(3) Finally, as the need for energy conservation becomes more generally recognized there will be some who enter the field with the intent of exploiting those without technical knowledge or understanding of effective conservation techniques. Grantees should be aware of these dangers and work closely with state and local law enforcement and consumer protection
tion procedures established herein. gate Agency Basic Information; (D)
These forms will be made available to
grantees by the appropriate CSA Re 22030 ered by a CAA where there is a clearly
gional Office. demonstrated need for such services
(i) All eligible applicants should and a viable delivery system exists
submit the original and two (2) copies Dikt through which to provide the services.
of all required forms and documents Additional factors which will be taken
to the appropriate CSA Regional Di. cost into consideration in making funding
rector. decisions will be applicants ability to
(b) Deadline for Submission of Ap- seat ar operate a high quality program based
plications. Summer Youth Recreation of to upon past overall grantee perform
Program grant applications shall be alrent ance; evidence in the grant application
submitted to CSA Regional Offices no present of mobilization of non-CSA resources;
later than 60 days following publica- su prog coordination with other appropriate
tion in the FEDERAL REGISTER. state and local organizations; and, the
(c) Clearinghouse Notification and ratio number of poor children proposed to
Review. All eligible applicants are re- gustat be served.
quired to comply with the Project No to nie (b) Non-Federal Share; Waiver of.
tification and Review System proce: Trece Non-Federal share required by section
dures as outlined in 45 CFR 1067.10 $ The ste 225(c) is waived for all programs
(CSA Instruction 6710-3a), Applicants funded under section 222(a)(6),
should submit their notifications of her m Summer Youth Recreation Programs.
intent (NOIs) to the appropriate clear al gran Due to the depressed economic cir inghouses immediately following the history cumstances existing for State and publication of this FEDERAL REGISTER. I local governments which has impacted Where requested by the Clearing. particularly on local educational insti. houses, applicants must submit their eyes o tutions, the most logical source for application to the Clearinghouses formet be non-Federal share for this program,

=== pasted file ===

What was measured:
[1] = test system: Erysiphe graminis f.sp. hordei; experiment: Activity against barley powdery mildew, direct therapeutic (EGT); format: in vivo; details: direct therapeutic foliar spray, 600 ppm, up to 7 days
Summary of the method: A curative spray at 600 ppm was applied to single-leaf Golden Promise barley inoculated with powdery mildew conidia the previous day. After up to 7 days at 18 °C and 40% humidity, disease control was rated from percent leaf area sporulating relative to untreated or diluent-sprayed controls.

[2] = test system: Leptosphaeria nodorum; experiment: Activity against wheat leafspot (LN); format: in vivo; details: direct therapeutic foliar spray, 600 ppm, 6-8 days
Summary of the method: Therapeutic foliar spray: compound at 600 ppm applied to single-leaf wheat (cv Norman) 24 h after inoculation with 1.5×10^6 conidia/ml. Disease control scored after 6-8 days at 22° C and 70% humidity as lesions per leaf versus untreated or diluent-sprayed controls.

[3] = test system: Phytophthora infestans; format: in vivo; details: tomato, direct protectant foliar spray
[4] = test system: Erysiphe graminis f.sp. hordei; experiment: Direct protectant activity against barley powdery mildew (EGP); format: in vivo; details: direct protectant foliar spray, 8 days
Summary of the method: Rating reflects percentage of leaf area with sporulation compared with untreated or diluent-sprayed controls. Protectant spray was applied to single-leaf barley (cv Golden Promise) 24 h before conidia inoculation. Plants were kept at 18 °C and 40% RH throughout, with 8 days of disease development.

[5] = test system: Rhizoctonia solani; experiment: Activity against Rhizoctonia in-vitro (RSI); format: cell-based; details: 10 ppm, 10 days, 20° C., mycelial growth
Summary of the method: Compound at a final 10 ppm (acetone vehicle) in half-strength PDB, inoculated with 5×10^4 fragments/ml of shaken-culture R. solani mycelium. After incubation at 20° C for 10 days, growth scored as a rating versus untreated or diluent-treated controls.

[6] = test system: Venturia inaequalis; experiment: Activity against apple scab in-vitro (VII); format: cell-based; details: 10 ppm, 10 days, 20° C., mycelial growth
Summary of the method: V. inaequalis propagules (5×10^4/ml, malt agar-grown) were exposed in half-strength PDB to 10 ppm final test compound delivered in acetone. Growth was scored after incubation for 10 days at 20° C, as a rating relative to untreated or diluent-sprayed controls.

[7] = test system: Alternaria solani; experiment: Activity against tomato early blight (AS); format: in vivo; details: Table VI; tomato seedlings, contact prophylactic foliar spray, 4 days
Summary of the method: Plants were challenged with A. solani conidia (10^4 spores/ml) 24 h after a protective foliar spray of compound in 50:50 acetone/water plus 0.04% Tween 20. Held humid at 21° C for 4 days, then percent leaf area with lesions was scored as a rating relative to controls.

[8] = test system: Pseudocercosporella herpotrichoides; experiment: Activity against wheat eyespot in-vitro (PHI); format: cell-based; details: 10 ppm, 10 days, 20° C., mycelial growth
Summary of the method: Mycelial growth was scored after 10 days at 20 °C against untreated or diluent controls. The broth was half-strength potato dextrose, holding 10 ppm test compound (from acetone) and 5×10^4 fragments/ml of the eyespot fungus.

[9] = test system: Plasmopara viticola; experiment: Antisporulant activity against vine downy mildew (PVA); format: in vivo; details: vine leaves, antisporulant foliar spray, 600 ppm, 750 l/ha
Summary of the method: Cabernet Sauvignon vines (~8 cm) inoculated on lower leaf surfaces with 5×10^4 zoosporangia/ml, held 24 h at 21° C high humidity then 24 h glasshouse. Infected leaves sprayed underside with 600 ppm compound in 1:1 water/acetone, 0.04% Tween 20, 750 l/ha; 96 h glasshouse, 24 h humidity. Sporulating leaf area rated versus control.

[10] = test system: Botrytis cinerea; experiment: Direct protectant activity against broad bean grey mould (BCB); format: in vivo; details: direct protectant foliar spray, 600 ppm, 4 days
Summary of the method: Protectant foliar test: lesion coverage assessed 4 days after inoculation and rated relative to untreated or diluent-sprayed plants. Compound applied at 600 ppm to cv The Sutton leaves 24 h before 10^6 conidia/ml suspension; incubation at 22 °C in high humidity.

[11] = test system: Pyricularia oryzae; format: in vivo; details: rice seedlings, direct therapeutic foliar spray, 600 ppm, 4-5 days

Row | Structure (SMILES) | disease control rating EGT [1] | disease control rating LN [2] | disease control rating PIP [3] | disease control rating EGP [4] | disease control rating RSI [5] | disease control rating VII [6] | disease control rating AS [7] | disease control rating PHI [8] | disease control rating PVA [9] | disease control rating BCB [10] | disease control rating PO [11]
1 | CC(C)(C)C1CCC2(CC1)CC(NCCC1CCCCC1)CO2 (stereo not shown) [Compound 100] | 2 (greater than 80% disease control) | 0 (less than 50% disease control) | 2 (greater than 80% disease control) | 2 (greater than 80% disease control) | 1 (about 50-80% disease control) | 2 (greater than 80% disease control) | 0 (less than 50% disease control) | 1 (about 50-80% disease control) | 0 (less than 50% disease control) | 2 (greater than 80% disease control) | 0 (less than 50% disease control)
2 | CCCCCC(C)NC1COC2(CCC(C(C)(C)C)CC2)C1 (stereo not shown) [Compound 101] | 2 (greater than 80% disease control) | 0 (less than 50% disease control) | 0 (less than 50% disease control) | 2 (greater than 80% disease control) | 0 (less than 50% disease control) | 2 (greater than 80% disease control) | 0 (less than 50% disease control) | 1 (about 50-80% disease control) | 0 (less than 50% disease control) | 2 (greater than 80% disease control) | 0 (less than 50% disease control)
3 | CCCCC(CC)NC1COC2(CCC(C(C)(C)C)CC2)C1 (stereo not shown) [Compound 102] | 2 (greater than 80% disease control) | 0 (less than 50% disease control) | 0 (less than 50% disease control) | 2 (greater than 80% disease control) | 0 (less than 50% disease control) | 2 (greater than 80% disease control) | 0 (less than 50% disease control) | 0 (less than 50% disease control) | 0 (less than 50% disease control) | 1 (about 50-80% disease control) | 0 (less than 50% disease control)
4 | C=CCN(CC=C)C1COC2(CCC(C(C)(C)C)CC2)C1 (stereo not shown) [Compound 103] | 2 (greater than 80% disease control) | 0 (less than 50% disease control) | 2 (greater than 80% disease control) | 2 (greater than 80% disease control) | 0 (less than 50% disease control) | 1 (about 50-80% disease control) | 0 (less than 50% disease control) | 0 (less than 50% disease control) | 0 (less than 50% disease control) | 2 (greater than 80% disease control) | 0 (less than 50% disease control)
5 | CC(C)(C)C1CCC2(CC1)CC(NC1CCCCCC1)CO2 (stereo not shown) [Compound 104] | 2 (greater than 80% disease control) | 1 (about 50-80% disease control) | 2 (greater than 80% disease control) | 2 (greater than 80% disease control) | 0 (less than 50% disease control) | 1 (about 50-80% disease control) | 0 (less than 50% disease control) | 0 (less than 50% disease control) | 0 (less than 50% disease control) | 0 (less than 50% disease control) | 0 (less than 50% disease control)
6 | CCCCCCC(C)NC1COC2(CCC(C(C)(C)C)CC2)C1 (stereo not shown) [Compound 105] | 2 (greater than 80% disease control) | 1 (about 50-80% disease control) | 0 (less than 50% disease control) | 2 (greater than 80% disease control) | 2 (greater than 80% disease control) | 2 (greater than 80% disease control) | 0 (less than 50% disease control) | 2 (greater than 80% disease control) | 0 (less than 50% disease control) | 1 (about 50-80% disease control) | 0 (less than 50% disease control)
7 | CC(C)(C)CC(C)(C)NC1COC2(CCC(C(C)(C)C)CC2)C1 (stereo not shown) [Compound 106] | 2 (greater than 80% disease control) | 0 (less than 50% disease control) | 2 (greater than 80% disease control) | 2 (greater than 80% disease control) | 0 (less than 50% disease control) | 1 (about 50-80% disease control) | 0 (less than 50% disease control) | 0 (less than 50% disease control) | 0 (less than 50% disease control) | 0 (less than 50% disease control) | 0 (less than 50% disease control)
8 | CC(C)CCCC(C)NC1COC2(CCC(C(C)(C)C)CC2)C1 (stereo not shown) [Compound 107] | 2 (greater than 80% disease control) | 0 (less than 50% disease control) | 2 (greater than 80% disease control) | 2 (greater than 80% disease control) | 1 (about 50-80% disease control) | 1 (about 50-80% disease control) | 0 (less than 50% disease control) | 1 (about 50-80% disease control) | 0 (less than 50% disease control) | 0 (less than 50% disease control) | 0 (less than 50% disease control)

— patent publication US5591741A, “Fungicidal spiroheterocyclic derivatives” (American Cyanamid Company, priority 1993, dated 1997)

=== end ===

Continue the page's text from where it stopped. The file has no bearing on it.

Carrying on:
review. Comments made by the Clear Race the Director has waived the require inghouses should accompany the ap. ment for this year. However, where plication submitted to CSA together topriate possible, grantees are encouraged to with evidence of consideration of Trans seek non-Federal share and mobilize those comments. Applicants may expelocal resources. The waiver is automat dite the final release process by obic and does not require a request for taining the appropriate Clearinghouse waiver.
and Governor's approval in advance or
in less time than required. [45 FR 10795, Feb. 19, 1980)
(d) Delegation of Authority. Regional standa 8 1061.20-7 Application process.
Directors are hereby delegated the au
thority to sign Summer Youth Recrea(a) Forms/Documentation Required.
tion Program grants. The basic forms to be used in applying
(e) Monitoring and Evaluation. The for a Summer Youth Recreation Pro
CSA Regional Offices will be responsi
. gram are as follows: (1) CSA Form 301,
ble for monitoring and evaluation of Applicant Certification (new grantees
the Summer Youth Recreation Proonly); (2) CAP Form 25, Program Ac
gram. In addition, CSA Headquarters count Budget; (3) CAP Form 25a, Pro
may undertake on-site evaluations of gram Account Budget Support Sheet;
selected projects. (4) CSA Form 419, Summary of Work
[45 FR 10795, Feb. 19, 1980) Programs and Budget; (5) SF 424, Federal Assistance (Sections I and II com
8 1061.20-8 Expenditure of funds. pleted). (i) When Delegating Programs: (A) (a) Allowable Costs. (1) Administra.
tion, includes salaries, wages and CAP Form 11, Assurance of Compli
fringe benefits of administrative staff ance with Civil Rights Act; (B) CAP